By: Diane Kashin, Ed.D, RECE. I had the amazing good fortune to spend time with Lella Gandini, North American Liaison for the Dissemination of the Reggio Emilia Approach this past spring.
Lella visiting Acorn School, Spring, 2014
When I began writing this blog, I “googled” the words, “relationships, laughter, play and Reggio inspired practice” and joyfully discovered an article from 2011 which is an interview with Lella in the American Journal of Play. In the article, when Lella was asked by the interviewer about who inspired the innovators of the Reggio Emilia Approach she spoke of the influence of others.
In France, for example, there was the work of Celestin Freinet; in Switzerland, there was Jean Piaget; and in Russia, the influence of Lev Vygotsky, who had been interested also in the psychology of play. Malaguzzi was an avid reader of all these thinkers, but the one who probably influenced him most was the American John Dewey, whose work dated from much earlier but was translated for the first time in the 1950s. A decade later, Malaguzzi was very attentive to the work of two other influential Americans, David Hawkins and his wife Frances Hawkins, who were active in developing experiences and reflecting on them in line with progressive education. You can see why the Reggio Emilia approach resonates with educators in the United States even though there is a feeling that progressive education failed. In my view, it was never given time enough to develop on its own, whereas, by an odd turn of fate, it developed in Reggio Emilia.
Seeing Frances and David Hawkins listed amongst these other giants reaffirmed the direction that I have taken in our practice as facilitators of adult learning experiences. Reading on in the article, Lella quotes the 100 Languages poem and reminds us “Malaguzzi said very clearly that nothing in the school should happen without joy. I do not think that he would have separated play and learning”. Not separating play from learning provides the environment from which joy can emerge. With the theories of Frances and David Hawkins and the wise words of Lella together with the poetic verses of Malaguzzi now guiding my practice, I have the theory, the history and the rationale for what I have instinctively I think have always known. My instincts were confirmed after a joyful week of professional learning spent with others playing together and learning.
Andrea and Helen joyfully playing with light together
It was during that week that I was scrolling through my newsfeed on Facebook, when I came across this saying shared by one of my oldest friends who has always made me laugh even during times of sorrow. It was at this moment that I began formulating my thoughts and reflections about play, laughter, joy and ultimately relationships.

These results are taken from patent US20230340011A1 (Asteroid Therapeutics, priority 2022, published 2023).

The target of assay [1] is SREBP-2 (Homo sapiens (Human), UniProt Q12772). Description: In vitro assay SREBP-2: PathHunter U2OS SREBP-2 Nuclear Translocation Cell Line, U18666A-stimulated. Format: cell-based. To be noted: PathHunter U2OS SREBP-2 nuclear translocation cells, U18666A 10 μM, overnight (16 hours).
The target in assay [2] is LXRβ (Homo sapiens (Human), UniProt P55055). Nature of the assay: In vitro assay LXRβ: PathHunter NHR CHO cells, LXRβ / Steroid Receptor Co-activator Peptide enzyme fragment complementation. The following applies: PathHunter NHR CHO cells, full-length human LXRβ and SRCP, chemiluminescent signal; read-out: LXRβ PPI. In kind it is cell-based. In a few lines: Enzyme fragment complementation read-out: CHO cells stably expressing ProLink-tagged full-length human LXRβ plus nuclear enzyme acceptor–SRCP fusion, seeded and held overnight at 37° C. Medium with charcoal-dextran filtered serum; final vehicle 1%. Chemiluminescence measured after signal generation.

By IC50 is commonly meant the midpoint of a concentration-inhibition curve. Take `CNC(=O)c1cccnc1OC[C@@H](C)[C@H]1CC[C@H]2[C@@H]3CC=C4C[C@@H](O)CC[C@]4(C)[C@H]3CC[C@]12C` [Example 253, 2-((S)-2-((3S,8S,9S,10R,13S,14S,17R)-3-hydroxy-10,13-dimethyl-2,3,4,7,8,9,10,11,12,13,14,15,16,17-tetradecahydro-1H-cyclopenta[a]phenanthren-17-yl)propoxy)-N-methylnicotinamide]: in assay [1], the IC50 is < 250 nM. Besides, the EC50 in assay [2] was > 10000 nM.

Play, Laughter and Joy
Over twenty years ago, when I first began teaching adults, I was barely an adult myself. I was a young parent with five or six years experience working as an early childhood educator. I hadn’t heard of Reggio Emilia or emergent curriculum but I knew the value of play and open-ended materials. My classes at the college were more hands on than lecture. It was in the facilitation of these hands on experiences that I was most comfortable. When I stood before the class, as the “expert” I suffered from the “imposter syndrome” when it was my time to “teach”. If it hadn’t been for the kindness of a more experienced colleague, Nancy Brown, who took me under her wing, as my critical friend, my early years of teaching would not have been so fondly remembered. As my critical friend, Nancy challenged my thinking but at the same time she made me feel competent and capable. She believed in my capacity to teach. I cherished the hours I spent with Nancy, not only for the learning, it was laughter that lives on in my memory, as Nancy has one wicked sense of humour! Fast forward twenty years later, I am facilitating the Reggio Summer Intensive and one of the participants was a former student! When Santina (find her on Twitter @insotribimbi) sent me this photograph of the notes she took in my class, from 1994, I thought back to those days. I am grateful for this gift. Instinctively, I knew 20 years ago that in order to learn, my students needed to play. I was not as confident in my views as I am today. The difference now is that I have the experience and the expertise. Back then even with the support of my critical friend and mentor, I still felt that I didn’t belong to the larger group. Maybe it was because there wasn’t enough playing together, laughing with each other and joy?